You have to love it when a plan comes together. Or, you would love it, if that plan wasn’t so monumentally stupid that there was no redeeming value in its fruition. The successful effort by New York state’s far-left progressives to kill Amazon’s expansion into New York City is just that sort of plan.

After more than a year of intense nation-wide competition, Amazon announced in late 2018 that it would build one-half of its East Coast headquarters in Long Island City, just across the East River from Manhattan. It planned to bring to New York 25,000 new jobs (with an average salary of $150,000), invest in a series of infrastructural improvements in the area, and transform the neighborhood into a technological and innovative hub to rival Silicon Valley. At this news, the progressive left howled with displeasure.

Central to the left’s objections was the fact that Amazon was enticed to relocate to New York City by a series of tax abatements and credits extended to the trillion-dollar corporation. The largest was New York’s Excelsior jobs incentive program, which would have provided Amazon with $1.2 billion in tax credits if it brought all 25,000 promised jobs to the area (the credits would have been pro-rated if the number of jobs the firm created was less than promised). Amazon could also take advantage of New York’s Relocation and Expansion Assistance Program (REAP) and the Industrial and Commercial Abatement Program (ICAP) for an estimated total $2.8 billion in tax relief. These incentives are open to any company that meets the state’s requirements. The only “gift” that was being offered to Amazon was $500 million in capital grants to repay Amazon’s construction costs throughout 15 years.

It is a testament to New York City’s attractiveness as an investment opportunity that these inducements won out over much larger tax reductions such as those proposed by Maryland, New Jersey, and even Virginia, where the other half of Amazon’s East Coast headquarters will be located. But progressive activists appeared to misconstrue these tax incentives—e.g., allowing Amazon and its employees to keep more of their own money—as the disbursement of tax dollars from New York’s treasury to the firm.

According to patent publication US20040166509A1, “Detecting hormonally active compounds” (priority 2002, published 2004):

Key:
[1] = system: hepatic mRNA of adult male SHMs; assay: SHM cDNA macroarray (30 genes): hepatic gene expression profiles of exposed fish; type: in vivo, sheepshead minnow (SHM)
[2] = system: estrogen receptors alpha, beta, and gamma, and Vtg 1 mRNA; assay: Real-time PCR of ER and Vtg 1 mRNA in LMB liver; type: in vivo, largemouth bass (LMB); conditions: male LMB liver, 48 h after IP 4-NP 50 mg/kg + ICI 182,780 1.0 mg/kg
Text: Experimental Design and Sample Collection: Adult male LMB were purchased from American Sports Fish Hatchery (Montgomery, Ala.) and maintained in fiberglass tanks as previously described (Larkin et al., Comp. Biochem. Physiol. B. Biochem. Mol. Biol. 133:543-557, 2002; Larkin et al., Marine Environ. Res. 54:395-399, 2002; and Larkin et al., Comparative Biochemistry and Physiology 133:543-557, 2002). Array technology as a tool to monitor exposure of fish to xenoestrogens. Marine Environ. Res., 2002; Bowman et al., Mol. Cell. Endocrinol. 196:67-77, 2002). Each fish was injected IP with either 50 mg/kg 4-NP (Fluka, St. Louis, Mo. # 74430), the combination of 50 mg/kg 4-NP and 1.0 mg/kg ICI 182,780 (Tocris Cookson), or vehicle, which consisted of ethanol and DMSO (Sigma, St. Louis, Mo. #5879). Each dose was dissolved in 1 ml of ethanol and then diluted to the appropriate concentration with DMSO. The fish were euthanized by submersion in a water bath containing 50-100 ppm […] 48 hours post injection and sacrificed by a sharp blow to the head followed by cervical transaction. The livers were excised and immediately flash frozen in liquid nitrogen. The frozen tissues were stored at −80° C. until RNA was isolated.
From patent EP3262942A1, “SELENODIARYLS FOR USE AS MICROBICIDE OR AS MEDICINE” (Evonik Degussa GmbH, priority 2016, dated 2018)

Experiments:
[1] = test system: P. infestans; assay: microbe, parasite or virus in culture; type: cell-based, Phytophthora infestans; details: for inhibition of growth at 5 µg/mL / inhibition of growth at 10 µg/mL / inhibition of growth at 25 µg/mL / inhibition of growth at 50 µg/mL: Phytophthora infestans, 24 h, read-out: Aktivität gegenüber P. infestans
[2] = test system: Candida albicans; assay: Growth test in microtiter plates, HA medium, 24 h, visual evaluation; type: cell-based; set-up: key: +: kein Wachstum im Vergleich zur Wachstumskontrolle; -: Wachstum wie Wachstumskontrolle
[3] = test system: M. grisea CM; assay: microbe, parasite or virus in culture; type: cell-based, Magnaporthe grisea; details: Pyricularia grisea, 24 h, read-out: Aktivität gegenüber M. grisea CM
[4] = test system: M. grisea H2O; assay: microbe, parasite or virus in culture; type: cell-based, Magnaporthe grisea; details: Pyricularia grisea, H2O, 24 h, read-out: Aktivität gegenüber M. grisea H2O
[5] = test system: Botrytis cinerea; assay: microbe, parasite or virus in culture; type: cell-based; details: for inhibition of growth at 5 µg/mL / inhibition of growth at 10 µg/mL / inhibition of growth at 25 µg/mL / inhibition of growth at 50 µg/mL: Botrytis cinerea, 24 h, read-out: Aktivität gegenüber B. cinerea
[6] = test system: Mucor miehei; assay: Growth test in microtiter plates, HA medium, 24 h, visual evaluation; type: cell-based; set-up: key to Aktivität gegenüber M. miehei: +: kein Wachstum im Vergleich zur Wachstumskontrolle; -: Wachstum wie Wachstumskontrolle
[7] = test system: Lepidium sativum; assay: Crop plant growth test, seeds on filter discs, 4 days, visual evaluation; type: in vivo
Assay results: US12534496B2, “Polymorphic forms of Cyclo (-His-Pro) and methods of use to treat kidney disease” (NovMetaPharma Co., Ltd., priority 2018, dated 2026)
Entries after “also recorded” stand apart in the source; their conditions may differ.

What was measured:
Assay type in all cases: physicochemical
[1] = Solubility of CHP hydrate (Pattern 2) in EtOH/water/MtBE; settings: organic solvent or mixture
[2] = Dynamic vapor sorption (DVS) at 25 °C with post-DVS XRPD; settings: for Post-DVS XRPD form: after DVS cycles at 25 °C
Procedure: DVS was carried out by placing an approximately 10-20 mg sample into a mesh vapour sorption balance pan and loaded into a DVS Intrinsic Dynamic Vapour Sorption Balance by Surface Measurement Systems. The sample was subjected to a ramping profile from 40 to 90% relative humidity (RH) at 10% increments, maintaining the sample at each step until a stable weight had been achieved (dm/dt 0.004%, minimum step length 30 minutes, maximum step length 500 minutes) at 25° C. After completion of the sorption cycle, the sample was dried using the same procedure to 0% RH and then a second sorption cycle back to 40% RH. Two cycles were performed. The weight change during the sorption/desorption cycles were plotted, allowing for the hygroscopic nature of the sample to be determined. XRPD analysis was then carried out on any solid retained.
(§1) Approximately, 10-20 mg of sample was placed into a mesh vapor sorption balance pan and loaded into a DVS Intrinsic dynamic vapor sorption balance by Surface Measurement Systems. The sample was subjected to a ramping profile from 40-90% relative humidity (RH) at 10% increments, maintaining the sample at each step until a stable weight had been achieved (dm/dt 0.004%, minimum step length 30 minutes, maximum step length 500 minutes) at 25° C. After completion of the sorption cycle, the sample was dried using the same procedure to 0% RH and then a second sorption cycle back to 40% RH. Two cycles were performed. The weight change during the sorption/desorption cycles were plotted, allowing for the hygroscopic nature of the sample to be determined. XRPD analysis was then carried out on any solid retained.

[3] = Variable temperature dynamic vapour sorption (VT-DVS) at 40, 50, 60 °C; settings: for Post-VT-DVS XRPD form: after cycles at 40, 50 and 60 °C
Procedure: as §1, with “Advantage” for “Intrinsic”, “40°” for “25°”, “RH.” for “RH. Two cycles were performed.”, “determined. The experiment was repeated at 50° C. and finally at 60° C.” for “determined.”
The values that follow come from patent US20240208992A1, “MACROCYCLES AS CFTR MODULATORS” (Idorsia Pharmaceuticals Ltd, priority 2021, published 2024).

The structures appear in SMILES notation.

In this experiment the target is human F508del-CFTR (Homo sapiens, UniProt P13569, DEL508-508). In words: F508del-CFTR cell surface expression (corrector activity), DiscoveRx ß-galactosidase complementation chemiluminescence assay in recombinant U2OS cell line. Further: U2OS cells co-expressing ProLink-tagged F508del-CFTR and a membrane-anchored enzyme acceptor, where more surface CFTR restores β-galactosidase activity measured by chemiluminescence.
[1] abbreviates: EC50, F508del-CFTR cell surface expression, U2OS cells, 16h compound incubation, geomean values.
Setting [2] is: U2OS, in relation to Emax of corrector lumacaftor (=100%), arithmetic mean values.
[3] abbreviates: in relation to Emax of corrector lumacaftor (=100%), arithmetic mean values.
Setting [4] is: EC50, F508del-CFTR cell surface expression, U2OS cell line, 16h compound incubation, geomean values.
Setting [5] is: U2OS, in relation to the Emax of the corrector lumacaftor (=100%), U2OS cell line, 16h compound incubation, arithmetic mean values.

They insisted that this was money better spent on infrastructure programs the city desperately needs. But this was money that New York did not yet have because it had not been generated by Amazon’s anticipated commercial activity. Congresswoman Alexandria Ocasio-Cortez, whose district abuts what would have been Amazon’s new home, frequently railed against the project. State Senator Michael Gianaris, who represents the Queens district where Amazon was due to locate, was a furious opponent of the project. Democratic state Senate majority leader, Andrea Stewart-Cousins, nominated him to serve on the Public Authorities Control Board, which had the authority to kill Amazon’s bid. Facing what was looking increasingly like a more labor-and capital-intensive lobbying project than it had anticipated, Amazon’s new headquarters was starting to look to like more trouble than it was worth. And, on Thursday, it cut its losses.

“Anything is possible,” an ebullient Ocasio-Cortez wrote on Twitter. “[T]oday was the day a group of dedicated, everyday New Yorkers [and] their neighbors defeated Amazon’s corporate greed, its worker exploitation, and the power of the richest man in the world.”

This is a strange new species of success. It’s one thing to be philosophically opposed to tax incentives of any sort for firms that meet the requirements arbitrarily imposed on them by the political class, but that’s not the progressive left’s objection here. They don’t want a freer and flatter tax structure. The don’t oppose using tax policy to induce certain behaviors from companies and individuals. They just didn’t like this company, in part, because of its conspicuous success.

Polls regularly showed that the voting public in New York supported Amazon’s move. Whatever revenue the New York state treasury would sacrifice with this nearly $3 billion in tax abatements would have been more than made up over the lifetime of Amazon’s headquartering itself in New York City. Those 25,000 employees would have been paying income and payroll taxes. They would have patronized local businesses, paying consumption taxes along the way and sponsoring the creation of new businesses, all of which would have similarly contributed to New York’s bottom line. And along the way, Amazon would probably have had to make investments in transit infrastructure improvements to support its tens of thousands of employees, similar to the investments the firm had already made in Seattle. All of that was sacrificed. And for what? Preserving the status quo to the detriment of individual prosperity.

Progressive politicians like Ocasio-Cortez are responding to a new incentive structure. It used to be that their constituents rewarded politicians for attracting businesses to their districts. But for a political class that views private enterprise with suspicion, large firms like Amazon and the affluence they create represents a threat. Today, Ocasio-Cortez and her allies are celebrating a victory. But when Amazon invests in a more deserving economic climate than New York’s and the fruits of that venture are being enjoyed elsewhere, that victory is going to look more like the pyrrhic sort.

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